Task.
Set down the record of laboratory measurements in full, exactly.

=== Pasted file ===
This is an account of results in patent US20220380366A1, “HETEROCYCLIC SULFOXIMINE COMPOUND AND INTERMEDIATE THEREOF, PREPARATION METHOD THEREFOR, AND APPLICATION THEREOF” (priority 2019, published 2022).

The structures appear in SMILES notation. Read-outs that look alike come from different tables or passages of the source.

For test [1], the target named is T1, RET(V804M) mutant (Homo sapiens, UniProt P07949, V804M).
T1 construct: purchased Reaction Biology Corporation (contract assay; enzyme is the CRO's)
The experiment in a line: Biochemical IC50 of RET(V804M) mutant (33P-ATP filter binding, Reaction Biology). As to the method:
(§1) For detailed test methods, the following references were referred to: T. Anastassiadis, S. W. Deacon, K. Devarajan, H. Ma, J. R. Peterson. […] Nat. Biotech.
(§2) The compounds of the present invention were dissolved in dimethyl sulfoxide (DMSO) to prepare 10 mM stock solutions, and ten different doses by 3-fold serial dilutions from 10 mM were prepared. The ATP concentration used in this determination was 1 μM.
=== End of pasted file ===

This is an account of results in patent US20220380366A1, “HETEROCYCLIC SULFOXIMINE COMPOUND AND INTERMEDIATE THEREOF, PREPARATION METHOD THEREFOR, AND APPLICATION THEREOF” (priority 2019, published 2022).

The structures appear in SMILES notation. Read-outs that look alike come from different tables or passages of the source.

For test [1], the target named is T1, RET(V804M) mutant (Homo sapiens, UniProt P07949, V804M).
T1 construct: purchased Reaction Biology Corporation (contract assay; enzyme is the CRO's)
The experiment in a line: Biochemical IC50 of RET(V804M) mutant (33P-ATP filter binding, Reaction Biology). As to the method:
(§1) For detailed test methods, the following references were referred to: T. Anastassiadis, S. W. Deacon, K. Devarajan, H. Ma, J. R. Peterson. […] Nat. Biotech.
(§2) The compounds of the present invention were dissolved in dimethyl sulfoxide (DMSO) to prepare 10 mM stock solutions, and ten different doses by 3-fold serial dilutions from 10 mM were prepared. The ATP concentration used in this determination was 1 μM.